Instead of an amusing animal companion, she has a pair of mischievous 3-4 year old twins. My nephews are 3 and 4 and while they are loud and sometimes crazy, they're not like the boys in the book. However, my cousins probably would have been if they were closer in age. I didn't find the boys charming at all or as amusing as the usual animal companion. The boys were too young to be truly mischievous. Their antics are mostly told after the fact.

Leland is not an appealing hero. He starts off as a bit of a bully but he's kind to the children. He's generous with Graceanne but then in the misunderstanding section, he turns into a jerk again. I didn't like that he went off with a new mistress and had an intended after he fell in love with the heroine. He lusts after Graceanne more than truly loves and appreciates her.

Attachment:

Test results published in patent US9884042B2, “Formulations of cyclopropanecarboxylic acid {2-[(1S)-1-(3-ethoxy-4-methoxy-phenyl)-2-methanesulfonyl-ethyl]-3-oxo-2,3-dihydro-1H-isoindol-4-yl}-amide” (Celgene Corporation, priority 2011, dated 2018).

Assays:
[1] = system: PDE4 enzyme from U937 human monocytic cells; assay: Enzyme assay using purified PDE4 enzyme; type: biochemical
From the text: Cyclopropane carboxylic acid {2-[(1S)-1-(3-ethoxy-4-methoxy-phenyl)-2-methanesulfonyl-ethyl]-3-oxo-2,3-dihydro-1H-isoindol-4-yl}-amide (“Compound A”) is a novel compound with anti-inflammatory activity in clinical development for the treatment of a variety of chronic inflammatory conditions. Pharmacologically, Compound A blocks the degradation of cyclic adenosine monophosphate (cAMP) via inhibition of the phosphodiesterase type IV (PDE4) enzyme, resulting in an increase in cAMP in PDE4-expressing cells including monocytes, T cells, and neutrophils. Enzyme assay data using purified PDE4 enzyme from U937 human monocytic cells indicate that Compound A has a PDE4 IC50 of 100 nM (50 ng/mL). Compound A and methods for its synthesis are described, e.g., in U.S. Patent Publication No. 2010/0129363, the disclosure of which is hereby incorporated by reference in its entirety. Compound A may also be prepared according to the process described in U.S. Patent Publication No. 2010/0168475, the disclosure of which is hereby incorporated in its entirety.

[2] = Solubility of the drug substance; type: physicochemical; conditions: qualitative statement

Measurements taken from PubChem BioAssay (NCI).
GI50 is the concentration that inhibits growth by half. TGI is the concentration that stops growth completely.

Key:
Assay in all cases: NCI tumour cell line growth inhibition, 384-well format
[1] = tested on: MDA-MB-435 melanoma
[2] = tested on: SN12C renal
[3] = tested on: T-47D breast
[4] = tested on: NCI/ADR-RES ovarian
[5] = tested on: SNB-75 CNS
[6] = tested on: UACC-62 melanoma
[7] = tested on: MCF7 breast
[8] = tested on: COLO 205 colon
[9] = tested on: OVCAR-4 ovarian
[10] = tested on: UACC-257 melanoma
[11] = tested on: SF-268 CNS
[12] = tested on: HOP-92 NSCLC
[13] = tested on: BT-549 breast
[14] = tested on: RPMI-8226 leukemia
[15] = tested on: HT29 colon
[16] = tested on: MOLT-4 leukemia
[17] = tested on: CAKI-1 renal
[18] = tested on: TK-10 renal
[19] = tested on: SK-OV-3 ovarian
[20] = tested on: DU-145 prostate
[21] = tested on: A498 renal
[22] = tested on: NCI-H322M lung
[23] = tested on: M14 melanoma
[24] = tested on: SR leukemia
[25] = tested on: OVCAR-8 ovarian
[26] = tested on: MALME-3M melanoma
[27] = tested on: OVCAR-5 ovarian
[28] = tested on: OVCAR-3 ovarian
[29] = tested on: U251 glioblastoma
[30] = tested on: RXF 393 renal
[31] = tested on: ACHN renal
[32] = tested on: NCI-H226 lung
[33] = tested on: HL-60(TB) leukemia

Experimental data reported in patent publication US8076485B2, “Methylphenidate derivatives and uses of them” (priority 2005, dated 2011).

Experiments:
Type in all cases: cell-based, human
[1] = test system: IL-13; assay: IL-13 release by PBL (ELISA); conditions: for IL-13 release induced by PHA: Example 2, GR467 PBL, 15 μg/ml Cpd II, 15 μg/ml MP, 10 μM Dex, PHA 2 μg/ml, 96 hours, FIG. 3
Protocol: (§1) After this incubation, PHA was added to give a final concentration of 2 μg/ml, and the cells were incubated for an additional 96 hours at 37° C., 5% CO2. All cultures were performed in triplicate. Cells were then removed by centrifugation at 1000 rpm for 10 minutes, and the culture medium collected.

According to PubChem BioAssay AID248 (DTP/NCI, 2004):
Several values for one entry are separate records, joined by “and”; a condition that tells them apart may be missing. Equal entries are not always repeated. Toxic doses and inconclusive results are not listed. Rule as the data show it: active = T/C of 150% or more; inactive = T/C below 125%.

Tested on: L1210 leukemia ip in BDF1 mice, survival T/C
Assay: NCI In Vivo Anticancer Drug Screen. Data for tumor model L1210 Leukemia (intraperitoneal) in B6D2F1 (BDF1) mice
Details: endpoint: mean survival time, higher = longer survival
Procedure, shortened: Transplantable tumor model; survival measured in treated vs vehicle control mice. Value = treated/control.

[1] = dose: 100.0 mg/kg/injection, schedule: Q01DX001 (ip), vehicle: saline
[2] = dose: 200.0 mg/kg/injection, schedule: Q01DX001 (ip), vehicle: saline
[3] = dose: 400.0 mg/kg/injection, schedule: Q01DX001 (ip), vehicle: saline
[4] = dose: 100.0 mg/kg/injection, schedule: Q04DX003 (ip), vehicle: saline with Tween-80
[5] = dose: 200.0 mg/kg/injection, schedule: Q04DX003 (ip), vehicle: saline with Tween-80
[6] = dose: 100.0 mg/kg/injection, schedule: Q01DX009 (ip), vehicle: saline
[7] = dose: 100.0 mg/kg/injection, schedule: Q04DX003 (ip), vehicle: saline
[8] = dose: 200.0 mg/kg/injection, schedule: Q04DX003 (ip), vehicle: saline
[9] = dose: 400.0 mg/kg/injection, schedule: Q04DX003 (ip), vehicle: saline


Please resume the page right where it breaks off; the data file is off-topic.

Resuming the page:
I liked Graceanne. She's strong mentally and physically, and though she has a blind spot where her sons are concerned, she's a loving mother. I liked her attempts at making a merry Christmas despite her father's strictures. The way she handled her sister is admirable. I would have just slapped Pru for being a nitwit and then lectured her on being so incredibly stupid. Pru may be naive but she understand what she was doing more or less. Her plot is really unnecessary and just creates a big misunderstanding that doesn't really make sense. Mr. Beckwith is a horrible father. He's more selfish than even Leland and doesn't care at all about his family. His piety is just a front. He doesn't come across as sincere- just a bully who thinks she can tell everyone what to think and do. He believes he speaks for God. His wife had all my sympathy.

This book is technically a kisses only romance but there is a fair amount of sensuality. It's not as much as some of her later books though. There's also quite a bit of language here and the usual talk of mistresses/opera dancers/lightskirts, etc. and an unplanned pregnancy.